Course Content (Syllabus)
The aim of this course is to look at some major areas related to second language acquisition. Indicative discussion topics: age effects οn language learning, the role the of input, implicit and explicit learning, corrective feedback, current theories and teaching practice, the role of the first language, interlanguage processes, bilingualism and multilingualism, and individual differences in second language acquisition.
The course is structured as follows:
1. Age effects in instructed language learning
2. L2 input in the classroom
3. Implicit and Explicit Language Learning
4. Corrective feedback
5. Major pedagogical influences in SLA: Part I
6. Major pedagogical influences in SLA: Part II
7. Individual differences in SLA
8. Dealing with learners with special educational needs
9. Teachers' beliefs about language learning and teaching
10. Teaching English: English as a foreign or as an International Language: Part I
11. Teaching English: English as a foreign or as an International Language: Part II
12. Current teaching practices: The post-method era
age, bilinguialism and multilingualism, individual differences,
Additional bibliography for study
Ajzen, I. 1991. Attitudes, Personality and Behaviour. Milton Keynes: Open University Press. Almarza G. (1996). Student foreign language teacher’s knowledge growth. In D. Freeman and J.C. Richards (eds), Teacher learning in language teaching. Cambridge: Cambridge University Press, 50-78.
Borg, S. 1999. The use of grammatical terminology in the second language classroom: A qualitative study of teachers’ practices and cognitions. Applied Linguistics 20/1: 95-126.
Cabaroglu N. and J. Roberts 2000. Development in student teachers’ pre-existing beliefs during a 1 year PGCE programme. System 28/3: 387-402.
Clark C.M. & Peterson P.L. 1986. Teachers’ thought processes. In Wittrock M.C. (Ed) Handbook of Research on Teaching. New York: MacMillan.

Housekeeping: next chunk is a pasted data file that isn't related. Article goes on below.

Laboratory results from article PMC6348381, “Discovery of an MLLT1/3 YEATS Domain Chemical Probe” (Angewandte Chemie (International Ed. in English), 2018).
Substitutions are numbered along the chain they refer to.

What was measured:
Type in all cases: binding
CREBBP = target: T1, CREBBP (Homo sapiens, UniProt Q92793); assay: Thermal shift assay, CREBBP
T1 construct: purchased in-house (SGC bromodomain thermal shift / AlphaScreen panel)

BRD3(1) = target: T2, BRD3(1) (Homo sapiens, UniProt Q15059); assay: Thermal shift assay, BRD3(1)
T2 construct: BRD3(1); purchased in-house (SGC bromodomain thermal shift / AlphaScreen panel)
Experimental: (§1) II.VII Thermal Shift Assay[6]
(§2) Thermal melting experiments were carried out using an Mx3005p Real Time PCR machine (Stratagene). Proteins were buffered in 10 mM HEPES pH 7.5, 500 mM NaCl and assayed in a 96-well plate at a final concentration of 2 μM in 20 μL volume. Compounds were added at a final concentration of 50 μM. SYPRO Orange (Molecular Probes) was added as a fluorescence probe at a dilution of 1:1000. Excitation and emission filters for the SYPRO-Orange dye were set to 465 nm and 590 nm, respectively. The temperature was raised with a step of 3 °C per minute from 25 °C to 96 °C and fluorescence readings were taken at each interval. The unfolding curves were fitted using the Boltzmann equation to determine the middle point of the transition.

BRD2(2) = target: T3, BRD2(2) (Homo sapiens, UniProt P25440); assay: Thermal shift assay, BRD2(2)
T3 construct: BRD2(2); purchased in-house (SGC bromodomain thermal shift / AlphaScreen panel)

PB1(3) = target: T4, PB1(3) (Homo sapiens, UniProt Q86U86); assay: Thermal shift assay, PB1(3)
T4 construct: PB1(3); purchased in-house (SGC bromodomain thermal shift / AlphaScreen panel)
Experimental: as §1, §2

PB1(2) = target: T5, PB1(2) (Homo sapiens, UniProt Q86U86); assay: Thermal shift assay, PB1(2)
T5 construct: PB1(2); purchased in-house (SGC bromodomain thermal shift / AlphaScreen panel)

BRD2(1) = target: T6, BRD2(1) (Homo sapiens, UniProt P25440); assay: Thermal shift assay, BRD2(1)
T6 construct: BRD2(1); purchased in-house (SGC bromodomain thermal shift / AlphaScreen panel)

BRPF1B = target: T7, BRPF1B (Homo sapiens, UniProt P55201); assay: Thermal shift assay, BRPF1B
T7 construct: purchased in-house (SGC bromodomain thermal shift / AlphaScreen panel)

Dewey, J. 1933. How We Think. A restatement of the relation of reflective thinking to the educative process (Revised edn.), Boston: D. C. Heath.
Freeman D. 2002. The hidden side of the work: Teacher knowledge and learning to teach. Language Teaching 35: 1-13.
Sifakis, N. & Sougari, A.-M. (2005). “Pronunciation issues and EIL pedagogy in the periphery: a survey of Greek state school teachers’ beliefs”. TESOL Quarterly 39/3: 467-488.
Sifakis, N. & Sougari, A.-M. (2010) “Between a rock and a hard place: an investigation of EFL teachers’ beliefs on what keeps them from integrating global English in their classrooms”. In Gabliardi, C. and Maley, A. (Eds). EIL, ELF, Global English: Teaching and Learning Issues. Bern: Peter Lang.
Ellis, G. 1996. How culturally appropriate is the communicative approach? ELT J 50/3: 213-312.
Kumaravadivelu, B. (2006). Understanding language teaching: From method to post-method. Mahwah, NJ: Lawrence Erlbaum.
Prabhu, N. S. (1990) ‘There is no best method – why?’ TESOL Quarterly, 24/2: 161-176.
Richards, J. 1984. The secret life of methods. TESOL Quarterly 18/1: 7-23.
Richards, J. and Rodgers, T. (2001). Approaches and Methods in Language Teaching. CUP.
Rost, M. (2002) Teaching and researching listening. London: Longman.
Kumaravadivelu, B. (1994) The postmethod condition: emerging strategies for second/foreign language teaching. TESOL Quarterly 28/1: 27-48.
Kumaravadivelu, B. (2001) Toward a postmethod pedagogy. TESOL Quarterly 35/4: 537-560.
Bell, D. 2007. Do teachers think that methods are dead? ELT J 61/2: 135-143.